The capabilities of 3-D printing just got better, PhysOrg reports.
Researchers at The Chinese University of Hong King and Lawrence Livermore National Laboratory found ways to make 3-D printing faster and more cost effective. Currently, 3-D printing operates via a point-by-point scanning fashion, and takes a long time to create an object, with the build rate at ~ 0.1 mm3/hour: “even a centimeter-sized object can take several days to weeks to fabricate,” PhysOrg says.
On top of that, there are currently no solutions to speeding it up with causing problems – if the speed of the current build rates is increased, the resolution of the object being created is compromised. As a result (and, alongside the high price tag), these 3-D printing processes are impractical for industrial applications, a problem for industries that depend on it to function, make money, etc.
However, researchers have found a way to improve these processes through a concept called temporal focusing. With temporal focusing, “a programmable femtosecond light sheet is formed at the focal plane for parallel nanowriting,” and the 3-D printing processes is “performed in a parallel layer-by-layer fashion instead of point-by-point writing” (which is the current 3-D printing process). Researchers found that aspects of temporal focusing can “fabricate a whole plane within the time that the point-scanning system fabricates a point,” making the process faster – 10,000 times faster (from days to minutes, in some cases), while also improving resolution and decreasing cost (up to 98 percent).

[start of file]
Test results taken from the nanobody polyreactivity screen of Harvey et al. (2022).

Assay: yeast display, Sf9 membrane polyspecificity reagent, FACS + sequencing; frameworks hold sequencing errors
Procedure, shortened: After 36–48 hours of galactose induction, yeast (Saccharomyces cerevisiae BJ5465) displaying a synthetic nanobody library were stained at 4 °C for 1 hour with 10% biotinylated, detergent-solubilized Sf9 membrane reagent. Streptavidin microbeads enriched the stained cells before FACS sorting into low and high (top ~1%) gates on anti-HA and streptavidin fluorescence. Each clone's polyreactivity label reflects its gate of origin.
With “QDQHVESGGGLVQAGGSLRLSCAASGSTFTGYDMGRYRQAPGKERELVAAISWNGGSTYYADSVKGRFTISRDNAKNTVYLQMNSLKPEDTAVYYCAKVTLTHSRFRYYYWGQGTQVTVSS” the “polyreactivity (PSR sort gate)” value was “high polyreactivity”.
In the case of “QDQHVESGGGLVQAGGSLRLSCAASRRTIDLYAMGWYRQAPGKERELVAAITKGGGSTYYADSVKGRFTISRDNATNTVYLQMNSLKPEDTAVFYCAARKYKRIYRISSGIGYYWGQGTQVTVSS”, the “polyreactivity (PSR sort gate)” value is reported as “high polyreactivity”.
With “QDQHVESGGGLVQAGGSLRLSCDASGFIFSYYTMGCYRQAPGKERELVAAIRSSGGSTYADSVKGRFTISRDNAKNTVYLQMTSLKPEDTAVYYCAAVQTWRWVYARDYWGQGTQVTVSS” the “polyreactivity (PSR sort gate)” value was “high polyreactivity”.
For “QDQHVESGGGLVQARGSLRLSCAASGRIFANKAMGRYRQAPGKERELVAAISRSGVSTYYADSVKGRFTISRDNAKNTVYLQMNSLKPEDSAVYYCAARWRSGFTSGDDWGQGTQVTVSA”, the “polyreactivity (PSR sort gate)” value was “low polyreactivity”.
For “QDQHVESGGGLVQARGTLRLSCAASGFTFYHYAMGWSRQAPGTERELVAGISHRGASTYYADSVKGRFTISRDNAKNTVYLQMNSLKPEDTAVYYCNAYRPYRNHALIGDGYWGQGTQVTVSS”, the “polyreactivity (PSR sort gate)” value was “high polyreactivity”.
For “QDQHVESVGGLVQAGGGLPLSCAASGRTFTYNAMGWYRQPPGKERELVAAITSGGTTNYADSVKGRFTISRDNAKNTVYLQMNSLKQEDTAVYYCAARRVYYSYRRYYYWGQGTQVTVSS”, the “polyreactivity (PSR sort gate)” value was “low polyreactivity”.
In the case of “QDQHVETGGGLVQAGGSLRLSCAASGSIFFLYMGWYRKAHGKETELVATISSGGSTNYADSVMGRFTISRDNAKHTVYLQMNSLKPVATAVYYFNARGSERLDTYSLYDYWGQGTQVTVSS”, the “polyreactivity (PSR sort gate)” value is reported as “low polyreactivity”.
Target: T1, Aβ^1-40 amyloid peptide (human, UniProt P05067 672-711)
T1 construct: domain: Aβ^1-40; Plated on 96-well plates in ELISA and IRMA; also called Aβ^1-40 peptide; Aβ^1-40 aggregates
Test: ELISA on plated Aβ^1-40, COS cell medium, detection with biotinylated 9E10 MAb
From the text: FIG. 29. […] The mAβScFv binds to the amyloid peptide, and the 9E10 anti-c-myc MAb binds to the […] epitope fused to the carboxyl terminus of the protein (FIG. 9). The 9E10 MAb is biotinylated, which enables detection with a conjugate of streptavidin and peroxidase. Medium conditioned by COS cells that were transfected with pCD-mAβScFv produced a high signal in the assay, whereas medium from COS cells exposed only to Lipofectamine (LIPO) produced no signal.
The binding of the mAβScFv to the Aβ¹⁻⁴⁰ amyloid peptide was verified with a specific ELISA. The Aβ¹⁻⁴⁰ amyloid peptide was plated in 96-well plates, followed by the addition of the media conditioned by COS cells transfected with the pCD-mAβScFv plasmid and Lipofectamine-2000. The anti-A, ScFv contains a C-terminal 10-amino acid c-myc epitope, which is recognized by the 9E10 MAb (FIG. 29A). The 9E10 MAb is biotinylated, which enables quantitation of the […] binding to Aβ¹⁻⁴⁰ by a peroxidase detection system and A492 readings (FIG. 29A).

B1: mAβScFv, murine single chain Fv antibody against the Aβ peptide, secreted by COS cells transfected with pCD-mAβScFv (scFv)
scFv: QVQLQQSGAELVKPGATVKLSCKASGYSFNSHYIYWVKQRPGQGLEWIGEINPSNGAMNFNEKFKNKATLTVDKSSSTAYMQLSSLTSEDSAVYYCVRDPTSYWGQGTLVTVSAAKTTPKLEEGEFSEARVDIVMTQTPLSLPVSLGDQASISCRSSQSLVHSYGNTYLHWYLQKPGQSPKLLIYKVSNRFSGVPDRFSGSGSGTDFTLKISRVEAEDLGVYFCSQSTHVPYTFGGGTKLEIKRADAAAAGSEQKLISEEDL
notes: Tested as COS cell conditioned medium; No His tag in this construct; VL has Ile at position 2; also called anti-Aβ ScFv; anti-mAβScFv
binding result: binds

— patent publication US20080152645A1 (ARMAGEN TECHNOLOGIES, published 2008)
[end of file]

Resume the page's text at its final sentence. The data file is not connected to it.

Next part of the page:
Thanks to this breakthrough in 3-D printing, researchers anticipate that temporal focusing will benefit numerous fields, including nanotechnology, advanced functional materials, micro-robotics, medical and drug delivery devices, and more, PhysOrg says: “Because of its significantly increased speed and reduced costs, the…technology has the potential to be commercialized and widely adopted in various fields in the future, fabricating meso- to large-scale devices.”